The U.S. Senate could begin work on a pared-down China competitiveness bill as soon as next week, with the goal of passing it through Congress before lawmakers depart Washington in August, NBC News reported Thursday.
Senate Majority Leader Chuck Schumer, D-N.Y., has told senators that a floor vote could come as early as Tuesday to kick off the legislation-writing process on a bill that features billions in funding for semiconductor manufacturing, a source told NBC.
It will also include an investment tax credit from one other bipartisan chip-manufacturing bill, and extra components might be added as the method plays out, based on NBC.
The plans come after Senate Minority Leader Mitch McConnell, R-Ky., threatened to dam a wider bill to spice up competitiveness with China, called america Innovation and Competition Act, or USICA.
U.S. Senate Majority Leader Chuck Schumer (D-NY) speaks to reporters following the Senate Democrats weekly policy lunch on Capitol Hill in Washington, February 8, 2022.
Brendan McDermid | Reuters
The House and Senate have passed different versions of the bill, with the upper chamber’s version garnering more bipartisan support. The Senate bill, which passed 68-32 in June 2021, would total roughly $250 billion, including $52 billion to fund the semiconductor research, design, and manufacturing initiatives.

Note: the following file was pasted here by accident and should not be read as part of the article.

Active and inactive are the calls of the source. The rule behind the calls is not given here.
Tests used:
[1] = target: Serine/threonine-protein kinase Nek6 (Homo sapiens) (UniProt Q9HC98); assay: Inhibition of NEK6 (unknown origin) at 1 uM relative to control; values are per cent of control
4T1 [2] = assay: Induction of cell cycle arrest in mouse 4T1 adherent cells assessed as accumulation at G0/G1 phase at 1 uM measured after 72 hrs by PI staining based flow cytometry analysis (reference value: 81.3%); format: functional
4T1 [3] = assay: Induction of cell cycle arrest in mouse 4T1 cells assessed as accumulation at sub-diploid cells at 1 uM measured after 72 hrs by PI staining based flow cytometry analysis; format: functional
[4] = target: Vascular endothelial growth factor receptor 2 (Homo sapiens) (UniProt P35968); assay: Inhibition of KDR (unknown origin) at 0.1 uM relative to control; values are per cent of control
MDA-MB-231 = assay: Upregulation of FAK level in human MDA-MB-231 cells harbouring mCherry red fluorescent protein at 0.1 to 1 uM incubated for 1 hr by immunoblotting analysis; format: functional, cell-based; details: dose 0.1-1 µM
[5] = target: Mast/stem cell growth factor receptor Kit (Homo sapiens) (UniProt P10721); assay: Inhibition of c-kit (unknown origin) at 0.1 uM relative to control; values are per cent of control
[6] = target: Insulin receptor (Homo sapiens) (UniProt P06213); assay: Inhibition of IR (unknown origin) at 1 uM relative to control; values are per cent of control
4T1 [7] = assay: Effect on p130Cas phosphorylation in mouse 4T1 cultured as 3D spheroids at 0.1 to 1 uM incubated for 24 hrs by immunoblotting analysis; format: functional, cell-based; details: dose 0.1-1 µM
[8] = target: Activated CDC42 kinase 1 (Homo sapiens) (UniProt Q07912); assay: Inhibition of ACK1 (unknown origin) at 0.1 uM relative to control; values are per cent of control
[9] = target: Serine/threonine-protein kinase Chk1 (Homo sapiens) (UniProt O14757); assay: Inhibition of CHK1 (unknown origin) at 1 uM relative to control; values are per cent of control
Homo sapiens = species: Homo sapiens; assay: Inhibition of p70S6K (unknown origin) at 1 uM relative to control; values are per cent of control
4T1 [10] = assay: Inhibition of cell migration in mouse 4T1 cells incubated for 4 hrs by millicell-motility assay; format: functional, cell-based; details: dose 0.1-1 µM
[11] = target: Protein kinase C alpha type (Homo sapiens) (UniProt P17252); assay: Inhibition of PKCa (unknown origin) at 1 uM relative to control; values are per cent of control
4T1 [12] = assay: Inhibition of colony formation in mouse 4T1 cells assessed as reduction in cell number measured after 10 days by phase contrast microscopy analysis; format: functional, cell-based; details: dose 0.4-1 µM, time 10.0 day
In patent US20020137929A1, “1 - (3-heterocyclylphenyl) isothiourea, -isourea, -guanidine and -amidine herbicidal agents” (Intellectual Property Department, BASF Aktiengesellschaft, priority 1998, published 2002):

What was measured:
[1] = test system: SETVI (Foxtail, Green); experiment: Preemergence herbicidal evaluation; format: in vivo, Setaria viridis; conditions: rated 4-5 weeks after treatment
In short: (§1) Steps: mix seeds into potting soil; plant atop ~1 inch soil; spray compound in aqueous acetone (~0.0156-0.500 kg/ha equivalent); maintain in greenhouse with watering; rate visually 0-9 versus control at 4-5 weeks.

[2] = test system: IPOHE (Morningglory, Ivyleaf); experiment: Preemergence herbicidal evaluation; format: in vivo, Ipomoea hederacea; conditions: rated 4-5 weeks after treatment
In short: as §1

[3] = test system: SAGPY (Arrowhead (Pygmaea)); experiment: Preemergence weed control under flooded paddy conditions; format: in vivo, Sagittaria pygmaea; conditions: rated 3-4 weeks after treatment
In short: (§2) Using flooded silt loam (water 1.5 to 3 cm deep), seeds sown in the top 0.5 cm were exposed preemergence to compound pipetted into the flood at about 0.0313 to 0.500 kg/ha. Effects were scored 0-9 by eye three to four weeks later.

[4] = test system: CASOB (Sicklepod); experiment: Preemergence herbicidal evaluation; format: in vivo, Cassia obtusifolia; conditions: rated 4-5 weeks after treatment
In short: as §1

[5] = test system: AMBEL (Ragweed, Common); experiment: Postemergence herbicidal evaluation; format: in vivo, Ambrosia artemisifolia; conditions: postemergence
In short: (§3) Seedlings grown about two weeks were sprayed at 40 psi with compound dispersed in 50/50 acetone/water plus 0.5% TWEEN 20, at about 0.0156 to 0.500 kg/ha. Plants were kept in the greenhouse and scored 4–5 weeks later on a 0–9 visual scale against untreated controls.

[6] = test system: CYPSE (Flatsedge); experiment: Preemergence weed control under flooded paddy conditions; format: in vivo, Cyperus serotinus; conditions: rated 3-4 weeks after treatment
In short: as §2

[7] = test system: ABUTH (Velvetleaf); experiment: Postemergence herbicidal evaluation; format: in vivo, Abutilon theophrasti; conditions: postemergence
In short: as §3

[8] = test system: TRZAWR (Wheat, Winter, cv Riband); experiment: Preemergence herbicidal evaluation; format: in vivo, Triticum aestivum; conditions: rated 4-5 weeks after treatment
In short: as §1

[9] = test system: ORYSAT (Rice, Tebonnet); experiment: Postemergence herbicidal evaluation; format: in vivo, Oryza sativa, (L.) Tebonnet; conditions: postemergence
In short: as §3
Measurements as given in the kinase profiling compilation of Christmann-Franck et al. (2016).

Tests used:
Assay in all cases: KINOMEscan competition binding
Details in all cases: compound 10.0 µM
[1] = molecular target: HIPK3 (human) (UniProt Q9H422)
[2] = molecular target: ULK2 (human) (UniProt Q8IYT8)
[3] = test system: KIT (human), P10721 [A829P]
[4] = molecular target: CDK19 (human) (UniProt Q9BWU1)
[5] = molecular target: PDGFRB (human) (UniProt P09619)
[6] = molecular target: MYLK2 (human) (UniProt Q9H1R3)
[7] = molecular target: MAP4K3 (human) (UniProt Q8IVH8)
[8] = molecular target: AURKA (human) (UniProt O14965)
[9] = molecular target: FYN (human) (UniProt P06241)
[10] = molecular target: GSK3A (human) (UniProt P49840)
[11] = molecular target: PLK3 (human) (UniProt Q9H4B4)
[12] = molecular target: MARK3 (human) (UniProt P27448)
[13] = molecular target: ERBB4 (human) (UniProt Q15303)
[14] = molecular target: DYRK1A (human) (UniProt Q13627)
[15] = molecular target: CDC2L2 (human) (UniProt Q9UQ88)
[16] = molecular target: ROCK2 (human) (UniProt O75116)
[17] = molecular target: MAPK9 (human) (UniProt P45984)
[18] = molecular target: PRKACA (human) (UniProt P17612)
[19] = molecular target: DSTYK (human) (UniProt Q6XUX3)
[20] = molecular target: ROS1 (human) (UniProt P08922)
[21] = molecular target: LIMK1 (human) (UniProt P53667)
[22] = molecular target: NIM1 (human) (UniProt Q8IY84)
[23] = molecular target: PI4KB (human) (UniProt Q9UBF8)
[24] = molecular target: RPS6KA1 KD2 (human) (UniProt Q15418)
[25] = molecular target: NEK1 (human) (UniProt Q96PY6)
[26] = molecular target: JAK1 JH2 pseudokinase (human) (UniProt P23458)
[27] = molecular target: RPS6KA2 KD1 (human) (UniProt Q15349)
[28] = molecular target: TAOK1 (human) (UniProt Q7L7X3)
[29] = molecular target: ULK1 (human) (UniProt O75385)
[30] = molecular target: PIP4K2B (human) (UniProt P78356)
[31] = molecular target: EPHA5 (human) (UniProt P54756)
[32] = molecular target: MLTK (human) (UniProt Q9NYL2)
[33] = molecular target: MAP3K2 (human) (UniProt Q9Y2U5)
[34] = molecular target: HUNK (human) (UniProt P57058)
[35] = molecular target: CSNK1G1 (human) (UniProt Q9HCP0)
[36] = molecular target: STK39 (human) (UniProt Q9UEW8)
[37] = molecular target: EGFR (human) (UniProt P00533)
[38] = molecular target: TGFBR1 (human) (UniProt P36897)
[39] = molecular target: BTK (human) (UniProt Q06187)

But McConnell late last month said the competitiveness bill would lose Republican support if Democrats continued to pursue an unrelated reconciliation package to fund their climate, tax, and prescription drug goals, which is reportedly being negotiated by Schumer and Sen. Joe Manchin, D-W.V.
If it meets the Senate’s strict budget reconciliation rules, that spending package could pass the chamber with only a bare majority as an alternative of the 60 votes required for many other bills to surpass the filibuster.
“Let me be perfectly clear: there might be no bipartisan USICA so long as Democrats are pursuing a partisan reconciliation bill,” McConnell tweeted June 30.
Senators and Biden administration officials hope to send the chip-funding laws to the White House for President Joe Biden’s signature before Congress goes on its annual recess in early August.
“We wish them to barter and get a bill done by August 4,” Commerce Secretary Gina Raimondo told reporters Wednesday. In an interview with Axios published that very same day, Raimondo said, “There is a real time urgency there, because these chip corporations are making their decisions right away about where to expand.”
Secretary of Defense Lloyd Austin on Thursday made a national security-focused case for passing chip funding.
“Weapon systems employed on the battlefields of today and emerging technologies of tomorrow rely upon our access to a gentle, secure supply of microelectronics,” Austin said in a statement. “Our strategic competitors are making substantial investments on this area – China, the U.S. military’s pacing challenge, has already spent $150 billion updating its semiconductor industry.”